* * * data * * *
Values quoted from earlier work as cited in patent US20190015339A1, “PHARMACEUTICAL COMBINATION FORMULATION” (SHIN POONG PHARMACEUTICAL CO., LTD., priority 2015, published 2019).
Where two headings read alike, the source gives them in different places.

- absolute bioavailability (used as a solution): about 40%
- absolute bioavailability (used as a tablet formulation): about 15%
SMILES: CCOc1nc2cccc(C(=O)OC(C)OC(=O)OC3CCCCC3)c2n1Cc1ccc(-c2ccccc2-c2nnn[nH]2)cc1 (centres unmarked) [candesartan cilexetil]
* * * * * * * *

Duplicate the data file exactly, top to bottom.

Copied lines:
Values quoted from earlier work as cited in patent US20190015339A1, “PHARMACEUTICAL COMBINATION FORMULATION” (SHIN POONG PHARMACEUTICAL CO., LTD., priority 2015, published 2019).
Where two headings read alike, the source gives them in different places.

- absolute bioavailability (used as a solution): about 40%
- absolute bioavailability (used as a tablet formulation): about 15%
SMILES: CCOc1nc2cccc(C(=O)OC(C)OC(=O)OC3CCCCC3)c2n1Cc1ccc(-c2ccccc2-c2nnn[nH]2)cc1 (centres unmarked) [candesartan cilexetil]